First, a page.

The zero clicks trend in SERP was one of the biggest issues last year, but it is above all a reality to reckon so to understand the performance of our site and outline the most efficient strategies to intercept traffic. A recent study by Perficient Digital on 250 million SERPs reveals that snippets are “neutral clicks” and that ads steal traffic from the SERPs without a single click.
The study on the impact of the features in SERP
Reporting these data is an article by Search Engine Land (from which the following images are taken), which also summarizes the main results of this study: SERPs without clicks are a much less important factor when queries (commercial, most of the times) activate the appearance of ads, there are significant differences in the CTR of position 1 for branded and unmarked queries, and lastly featured snippets affect relatively the CTR in the aggregate.
The research was conducted by Perficient Digital together with its partner AuthorityLabs analyzing about 250 million searches so to understand the impact of Googleâ€™s SERP features on organic click percentages. In particular, for 30 days were examined the main features that appear in Google result pages – ads, snippets, carousels, “people also ask” boxes, sitelinks etc. – and clickstream data to assess their impact on the organic CTR.
The numbers of no-clicks searches
All in all, the study found a percentage of no-clicks queries of about 44 percent on average from desktops and mobile devices; to be precise, 33.5 percent from desktops and 54.6 percent from mobile browsing. Data contrasting with the findings of Jumpshot-SparkToro highlighted by Rand fishkin, which report a share of more than 50 percent searches without clicking on results.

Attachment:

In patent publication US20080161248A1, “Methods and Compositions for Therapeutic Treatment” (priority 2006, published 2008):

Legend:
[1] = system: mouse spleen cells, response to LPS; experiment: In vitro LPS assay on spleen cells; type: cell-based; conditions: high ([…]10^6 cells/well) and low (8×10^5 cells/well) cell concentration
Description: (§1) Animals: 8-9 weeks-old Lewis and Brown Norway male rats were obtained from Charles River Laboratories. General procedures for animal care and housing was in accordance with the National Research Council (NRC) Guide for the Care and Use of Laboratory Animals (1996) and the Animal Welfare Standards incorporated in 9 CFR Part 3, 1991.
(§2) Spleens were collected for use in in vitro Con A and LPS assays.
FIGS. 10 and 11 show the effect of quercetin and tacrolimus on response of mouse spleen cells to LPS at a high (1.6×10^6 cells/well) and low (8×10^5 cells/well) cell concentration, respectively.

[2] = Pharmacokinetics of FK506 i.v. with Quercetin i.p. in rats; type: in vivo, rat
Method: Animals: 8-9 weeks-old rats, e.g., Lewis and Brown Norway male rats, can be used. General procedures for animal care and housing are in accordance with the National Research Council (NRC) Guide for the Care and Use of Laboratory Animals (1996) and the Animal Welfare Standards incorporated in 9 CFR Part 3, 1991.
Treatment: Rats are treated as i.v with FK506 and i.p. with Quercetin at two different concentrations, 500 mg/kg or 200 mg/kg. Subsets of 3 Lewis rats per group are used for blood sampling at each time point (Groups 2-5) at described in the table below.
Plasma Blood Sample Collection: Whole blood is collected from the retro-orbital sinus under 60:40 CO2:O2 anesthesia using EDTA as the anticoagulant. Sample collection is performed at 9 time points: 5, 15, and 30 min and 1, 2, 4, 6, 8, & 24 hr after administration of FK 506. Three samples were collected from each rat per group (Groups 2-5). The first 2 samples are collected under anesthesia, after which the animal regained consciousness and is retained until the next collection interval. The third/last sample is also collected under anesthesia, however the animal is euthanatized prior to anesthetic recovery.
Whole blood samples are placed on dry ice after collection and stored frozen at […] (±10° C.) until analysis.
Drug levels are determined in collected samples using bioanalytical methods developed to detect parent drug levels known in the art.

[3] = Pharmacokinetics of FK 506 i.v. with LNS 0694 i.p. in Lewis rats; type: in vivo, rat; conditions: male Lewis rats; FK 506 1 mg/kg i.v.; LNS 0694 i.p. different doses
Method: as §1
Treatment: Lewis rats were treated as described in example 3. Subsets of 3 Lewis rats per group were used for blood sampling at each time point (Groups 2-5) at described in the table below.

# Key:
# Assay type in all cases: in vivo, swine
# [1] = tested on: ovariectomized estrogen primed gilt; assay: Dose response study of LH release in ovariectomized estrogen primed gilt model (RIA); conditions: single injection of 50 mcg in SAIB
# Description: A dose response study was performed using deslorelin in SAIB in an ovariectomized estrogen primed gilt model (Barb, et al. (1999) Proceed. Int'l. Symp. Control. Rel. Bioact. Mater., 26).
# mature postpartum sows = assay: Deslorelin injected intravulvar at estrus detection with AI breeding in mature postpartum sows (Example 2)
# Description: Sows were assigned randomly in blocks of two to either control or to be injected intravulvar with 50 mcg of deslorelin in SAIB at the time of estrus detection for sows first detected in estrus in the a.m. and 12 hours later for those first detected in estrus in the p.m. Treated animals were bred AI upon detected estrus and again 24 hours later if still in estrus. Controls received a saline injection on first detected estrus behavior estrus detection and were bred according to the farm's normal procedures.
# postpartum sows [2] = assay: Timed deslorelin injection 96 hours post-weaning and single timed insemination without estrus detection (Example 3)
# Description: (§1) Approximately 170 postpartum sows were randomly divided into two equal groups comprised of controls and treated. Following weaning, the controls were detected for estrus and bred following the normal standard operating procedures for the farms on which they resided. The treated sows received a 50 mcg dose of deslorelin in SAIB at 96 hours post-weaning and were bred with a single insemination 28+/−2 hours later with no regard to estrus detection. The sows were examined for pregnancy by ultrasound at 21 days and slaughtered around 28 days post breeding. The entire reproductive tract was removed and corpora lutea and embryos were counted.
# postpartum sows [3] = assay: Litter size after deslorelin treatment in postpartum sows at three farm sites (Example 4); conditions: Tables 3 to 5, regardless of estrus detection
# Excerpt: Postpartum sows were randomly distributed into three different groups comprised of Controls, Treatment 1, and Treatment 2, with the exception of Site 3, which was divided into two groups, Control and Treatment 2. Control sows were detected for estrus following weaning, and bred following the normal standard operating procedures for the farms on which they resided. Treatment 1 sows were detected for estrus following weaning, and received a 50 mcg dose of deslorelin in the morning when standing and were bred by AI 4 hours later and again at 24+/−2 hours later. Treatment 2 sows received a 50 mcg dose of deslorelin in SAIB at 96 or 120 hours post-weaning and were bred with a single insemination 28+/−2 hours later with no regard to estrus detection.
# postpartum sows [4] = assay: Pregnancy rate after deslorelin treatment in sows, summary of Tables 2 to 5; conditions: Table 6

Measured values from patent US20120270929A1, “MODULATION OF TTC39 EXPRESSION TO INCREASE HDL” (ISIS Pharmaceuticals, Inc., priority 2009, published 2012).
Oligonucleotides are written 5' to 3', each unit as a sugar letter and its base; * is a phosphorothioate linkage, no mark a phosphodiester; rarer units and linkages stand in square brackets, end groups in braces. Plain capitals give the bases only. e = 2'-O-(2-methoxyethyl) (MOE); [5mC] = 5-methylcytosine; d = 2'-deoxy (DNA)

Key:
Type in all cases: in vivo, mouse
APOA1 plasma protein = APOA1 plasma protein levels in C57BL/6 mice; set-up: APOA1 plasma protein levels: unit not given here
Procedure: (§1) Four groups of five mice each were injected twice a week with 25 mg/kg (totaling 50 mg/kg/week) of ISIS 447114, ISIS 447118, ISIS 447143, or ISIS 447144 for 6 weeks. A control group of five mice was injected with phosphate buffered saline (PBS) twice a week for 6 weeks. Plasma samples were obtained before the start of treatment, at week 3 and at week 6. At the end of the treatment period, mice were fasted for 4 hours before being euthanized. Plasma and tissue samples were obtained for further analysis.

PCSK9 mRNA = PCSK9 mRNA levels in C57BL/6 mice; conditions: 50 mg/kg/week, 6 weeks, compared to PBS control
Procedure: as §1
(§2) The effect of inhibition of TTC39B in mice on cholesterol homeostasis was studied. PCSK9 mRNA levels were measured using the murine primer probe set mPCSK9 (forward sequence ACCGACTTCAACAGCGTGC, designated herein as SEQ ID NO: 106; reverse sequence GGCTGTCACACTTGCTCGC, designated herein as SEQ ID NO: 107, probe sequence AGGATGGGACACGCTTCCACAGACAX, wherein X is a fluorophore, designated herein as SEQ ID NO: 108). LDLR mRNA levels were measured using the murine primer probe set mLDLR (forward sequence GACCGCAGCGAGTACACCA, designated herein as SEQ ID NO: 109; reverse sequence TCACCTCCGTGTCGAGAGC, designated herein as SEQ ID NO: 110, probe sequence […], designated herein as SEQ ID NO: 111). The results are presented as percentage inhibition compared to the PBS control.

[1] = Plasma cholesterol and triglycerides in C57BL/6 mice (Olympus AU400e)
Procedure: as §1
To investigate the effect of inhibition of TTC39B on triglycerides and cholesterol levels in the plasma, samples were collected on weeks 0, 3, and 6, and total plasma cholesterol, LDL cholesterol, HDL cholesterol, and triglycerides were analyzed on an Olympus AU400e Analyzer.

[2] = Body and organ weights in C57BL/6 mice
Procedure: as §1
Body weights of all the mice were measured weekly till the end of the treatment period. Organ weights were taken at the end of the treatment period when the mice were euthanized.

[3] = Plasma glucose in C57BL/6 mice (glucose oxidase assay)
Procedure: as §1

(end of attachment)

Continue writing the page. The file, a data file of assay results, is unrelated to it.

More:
ADS earn clicks from no-clicks results
One of the most interesting factors concerns the relationship between clicks and ads: when in commercial queries there are advertisements, the percentage of clickable results decreases significantly on the desktop, falling below 14 percent. It is the ads themselves to gain clicks in this context, going up to 31 percent, while organic clicks remain at 55 percent. On the contrary, in SERPs without Ads user clicks are distributed in the opposite way: the organic is even more predominant (61 percent), no clicks are 36 percent and ads stop at around 3 percent.
CTR in queries branded and not branded, the differences
According to the study, the percentage of CTR for branded or navigational queries is very different (and higher) than non-branded queries: for position 1, for instance, the organic CTR in the presence of brands is almost 70 percent, but when the brand is not present the rate drops around 20 percent. This discovery leads Perficient Digital to claim that “past traditional CTR models are largely meaningless because they do not separate user behavior in branded queries from unbranded queries”.
Featured snippets do not impact on clicks
Another interesting analysis that comes from the study concerns featured snippets that, a little by surprise, are called “neutral on the click“: Traditionally, these fragments are thought to help generate searches without clickings since they give people enough information without clicking on a site.
But Perficient Digital found that, although not significantly, the “CTR of queries with featured snippets is slightly higher than where they are absent”. In some cases, the snippet answered the question without there being a click to a site, but in others pushed “the CTR substantially higher than the sites from which the snippet was taken”. Therefore, overall, the study concludes that featured snippets have a negligible impact on CTR.
How to apply these info inside our SEO strategy
There are two main elements this study gives us that we can use in our strategies: the first aspect is the value of SERP features, such as carousels, snippets and local packs, to intercept the interests and clicks of users. This confirms the importance of optimizing the site and contents to intercept these features and exploit their advantages.
As SEO-oriented advice, then, the analysis reaffirms that working on long tails is a strategy that can lead to success, because long-tailed queries “still represent 70 percent or more of all searches and Google is not able to provide answers without clicking on all these queries”.